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Poverty Fueling Illegal Arms Trade
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A crackdown was launched in April and is set to wrap up in September across ten provinces, including Guizhou, Qinghai, Sichuan, Hunan, Yunnan, Gansu, Guangdong and Fujian provinces as well as Guangxi Zhuang Autonomous Region and Chongqing Municipality. Ministry of Public Security figures that these 10 provinces account for 79.9 percent of reported cases of gun-related crime, 60.9 percent of possession of illegal guns and 59.5 percent of manufacturing illegal guns, making them the focus of the crackdown.

During the five-month operation, tremendous results are expected but the problem remains severe in some parts.

Gun "Made in Hualong"

Hualong County in Qinghai Province has become so infamous that a saying exists, saying that the farmers work in the field during the day and manufacture illegal guns at night.

Hualong is one of the flashpoints for the industry with 37 villages and five towns proven to have an underworld gun trafficking presence. Brazenly, the guns are even stamped with a "made in Hualong" brand.

Hualong, a poverty-stricken mountainous region, is cut off from the outside world by woeful transport facilities and the annual per capita income of its 240,000 villagers is below 1,000 yuan.

Since Hualong used to hold a weapons factory, villagers had knowledge in arms-making and used this to reap profit from the black market. Components are bought from other areas and assembled in the villages

On January 8, 2007, Ma Haibai and Ma Yisi were arrested in Hualong for the production and storage of a 64-pattern pistol, 433 gun components and 4 bullets. They received jail sentences of 13 years and 11 years respectively.

According to local police, illegal guns were originally intended for hunting, with shotguns and small-caliber pistols proving most popular at the time. However, criminals soon took hold of the industry, perfecting techniques and manufacturing more complicated weaponry such as 54-pattern and 64-pattern pistols.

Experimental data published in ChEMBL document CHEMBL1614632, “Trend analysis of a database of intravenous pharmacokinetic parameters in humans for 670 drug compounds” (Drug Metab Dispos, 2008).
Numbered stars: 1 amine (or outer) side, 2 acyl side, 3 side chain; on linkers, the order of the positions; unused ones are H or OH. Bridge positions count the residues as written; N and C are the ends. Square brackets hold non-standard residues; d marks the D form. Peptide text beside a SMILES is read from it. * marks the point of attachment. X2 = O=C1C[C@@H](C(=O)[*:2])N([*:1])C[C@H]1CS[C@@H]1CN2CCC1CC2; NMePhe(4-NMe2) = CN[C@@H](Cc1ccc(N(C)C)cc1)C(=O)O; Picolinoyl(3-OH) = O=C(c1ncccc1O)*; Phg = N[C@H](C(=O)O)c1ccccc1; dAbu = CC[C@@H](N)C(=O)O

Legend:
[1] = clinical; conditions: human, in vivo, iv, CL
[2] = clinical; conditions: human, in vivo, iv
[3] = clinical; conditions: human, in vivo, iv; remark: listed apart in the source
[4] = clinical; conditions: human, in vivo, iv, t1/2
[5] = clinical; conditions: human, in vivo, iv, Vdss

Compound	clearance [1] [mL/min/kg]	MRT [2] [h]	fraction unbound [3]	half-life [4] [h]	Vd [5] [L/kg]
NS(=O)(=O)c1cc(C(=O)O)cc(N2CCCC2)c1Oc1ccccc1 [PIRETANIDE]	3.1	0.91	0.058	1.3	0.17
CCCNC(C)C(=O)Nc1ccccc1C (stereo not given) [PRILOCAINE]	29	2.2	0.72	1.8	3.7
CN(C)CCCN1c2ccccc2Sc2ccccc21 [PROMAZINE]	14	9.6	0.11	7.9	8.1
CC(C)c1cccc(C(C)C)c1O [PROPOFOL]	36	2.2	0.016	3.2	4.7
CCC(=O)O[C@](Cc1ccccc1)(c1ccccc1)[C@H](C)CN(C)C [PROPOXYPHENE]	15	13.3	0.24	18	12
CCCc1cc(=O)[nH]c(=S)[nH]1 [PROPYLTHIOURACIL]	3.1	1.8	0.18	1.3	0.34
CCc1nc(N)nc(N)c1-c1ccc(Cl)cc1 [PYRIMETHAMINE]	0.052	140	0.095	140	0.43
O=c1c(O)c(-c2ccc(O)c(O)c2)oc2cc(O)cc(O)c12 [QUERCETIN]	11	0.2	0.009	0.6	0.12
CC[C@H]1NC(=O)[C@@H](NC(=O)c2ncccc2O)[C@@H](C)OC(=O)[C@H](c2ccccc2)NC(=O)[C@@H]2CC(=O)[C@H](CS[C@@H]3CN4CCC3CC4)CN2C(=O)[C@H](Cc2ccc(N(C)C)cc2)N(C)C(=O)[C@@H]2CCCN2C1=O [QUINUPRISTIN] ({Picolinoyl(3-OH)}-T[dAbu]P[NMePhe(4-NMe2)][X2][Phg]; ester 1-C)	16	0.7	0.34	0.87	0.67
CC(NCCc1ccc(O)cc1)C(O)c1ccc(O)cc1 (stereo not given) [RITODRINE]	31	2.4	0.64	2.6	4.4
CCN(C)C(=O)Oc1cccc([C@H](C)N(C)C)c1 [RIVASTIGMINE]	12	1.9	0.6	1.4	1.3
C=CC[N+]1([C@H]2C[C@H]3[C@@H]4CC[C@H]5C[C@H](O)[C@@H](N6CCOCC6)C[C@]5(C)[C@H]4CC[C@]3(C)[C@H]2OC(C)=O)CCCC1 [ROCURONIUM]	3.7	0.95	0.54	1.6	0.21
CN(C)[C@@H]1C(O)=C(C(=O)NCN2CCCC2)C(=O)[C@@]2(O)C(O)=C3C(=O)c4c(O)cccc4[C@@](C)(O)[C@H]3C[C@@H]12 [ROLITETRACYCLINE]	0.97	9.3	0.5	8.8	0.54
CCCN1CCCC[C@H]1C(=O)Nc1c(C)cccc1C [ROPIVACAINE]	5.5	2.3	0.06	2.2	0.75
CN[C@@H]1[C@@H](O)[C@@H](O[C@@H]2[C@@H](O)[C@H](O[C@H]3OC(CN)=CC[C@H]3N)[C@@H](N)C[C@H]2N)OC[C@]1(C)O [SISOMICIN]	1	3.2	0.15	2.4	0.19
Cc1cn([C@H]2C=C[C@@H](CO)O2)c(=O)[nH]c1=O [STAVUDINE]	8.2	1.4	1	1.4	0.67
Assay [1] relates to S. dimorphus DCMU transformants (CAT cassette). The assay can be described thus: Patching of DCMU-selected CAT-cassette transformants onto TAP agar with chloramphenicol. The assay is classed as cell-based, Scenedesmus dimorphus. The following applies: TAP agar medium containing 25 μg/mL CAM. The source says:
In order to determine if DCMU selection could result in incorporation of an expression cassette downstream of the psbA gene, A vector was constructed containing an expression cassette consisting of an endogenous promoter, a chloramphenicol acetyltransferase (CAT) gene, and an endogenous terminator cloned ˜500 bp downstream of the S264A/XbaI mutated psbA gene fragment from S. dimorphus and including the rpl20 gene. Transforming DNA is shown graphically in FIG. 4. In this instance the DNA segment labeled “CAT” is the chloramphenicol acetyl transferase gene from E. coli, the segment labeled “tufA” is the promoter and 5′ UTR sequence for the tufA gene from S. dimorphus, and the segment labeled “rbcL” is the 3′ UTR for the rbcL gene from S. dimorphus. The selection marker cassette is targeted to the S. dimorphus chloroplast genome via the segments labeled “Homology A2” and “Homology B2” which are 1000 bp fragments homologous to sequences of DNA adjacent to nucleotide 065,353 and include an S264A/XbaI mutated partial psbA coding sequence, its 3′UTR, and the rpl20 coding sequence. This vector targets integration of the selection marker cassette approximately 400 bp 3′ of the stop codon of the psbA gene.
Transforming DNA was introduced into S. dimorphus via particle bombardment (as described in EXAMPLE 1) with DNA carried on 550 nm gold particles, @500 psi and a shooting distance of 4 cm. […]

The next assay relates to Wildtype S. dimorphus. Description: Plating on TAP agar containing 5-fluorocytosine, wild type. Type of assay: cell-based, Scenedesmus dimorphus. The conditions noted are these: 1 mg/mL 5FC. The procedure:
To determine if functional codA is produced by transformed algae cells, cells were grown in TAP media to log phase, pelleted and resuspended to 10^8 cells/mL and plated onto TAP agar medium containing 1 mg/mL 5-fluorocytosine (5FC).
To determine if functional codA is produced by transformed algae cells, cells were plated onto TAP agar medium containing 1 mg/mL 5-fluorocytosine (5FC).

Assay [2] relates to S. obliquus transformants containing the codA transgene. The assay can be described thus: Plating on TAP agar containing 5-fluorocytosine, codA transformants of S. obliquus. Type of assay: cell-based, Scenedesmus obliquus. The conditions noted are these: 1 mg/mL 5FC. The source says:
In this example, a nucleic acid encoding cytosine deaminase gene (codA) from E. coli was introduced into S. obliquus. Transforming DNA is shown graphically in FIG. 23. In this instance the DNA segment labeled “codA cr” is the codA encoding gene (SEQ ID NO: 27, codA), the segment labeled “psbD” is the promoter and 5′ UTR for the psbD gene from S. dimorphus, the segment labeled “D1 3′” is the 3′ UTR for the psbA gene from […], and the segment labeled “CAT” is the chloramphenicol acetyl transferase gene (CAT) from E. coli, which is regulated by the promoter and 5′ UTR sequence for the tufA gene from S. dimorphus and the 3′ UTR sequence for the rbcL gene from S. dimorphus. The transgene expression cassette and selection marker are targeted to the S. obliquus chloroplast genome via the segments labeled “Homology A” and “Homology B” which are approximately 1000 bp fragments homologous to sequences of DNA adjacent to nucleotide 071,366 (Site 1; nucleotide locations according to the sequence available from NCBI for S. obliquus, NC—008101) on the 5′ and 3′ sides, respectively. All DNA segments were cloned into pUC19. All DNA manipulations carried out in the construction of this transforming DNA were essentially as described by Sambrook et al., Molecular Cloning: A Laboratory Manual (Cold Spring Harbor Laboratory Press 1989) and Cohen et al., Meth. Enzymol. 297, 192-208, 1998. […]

The forgeries often fool experts as was discovered in September 2000, when a police raid in Xining City uncovered 1,103 spare gun parts and 150 semi-auto 56-pistols,when specialists struggled to distinguish the home-made weapons from real ones. 

A 64-pattern pistol can be obtained as low as 200 yuan, although they can fetch between 1,000 and 15,000 yuan in richer coastal areas. Such a windfall has proven enticing to local farmers toiling day in day out for several hundred yuan a year.

Comprehensive Management Needed

Criminal justice expert He Jiahong, a professor of law specializing in evidence law and investigation at Renmin University of China, said villagers struggling to shake off the yoke of poverty are turning to the illegal arms trade which blossoms due to a lack of local police.

Officials from the Ministry of Civil Affairs, the State Ethnic Affairs Commission, and the State Council's Office of Poverty Alleviation and Reduction attended a conference held by the Ministry of Public Security on illegal firearms earlier this year. At the conference, management techniques for cracking down on offenders and helping villagers find alternate income methods were hammered out.

(China.org.cn by Wu Nanlan June 8, 2007)

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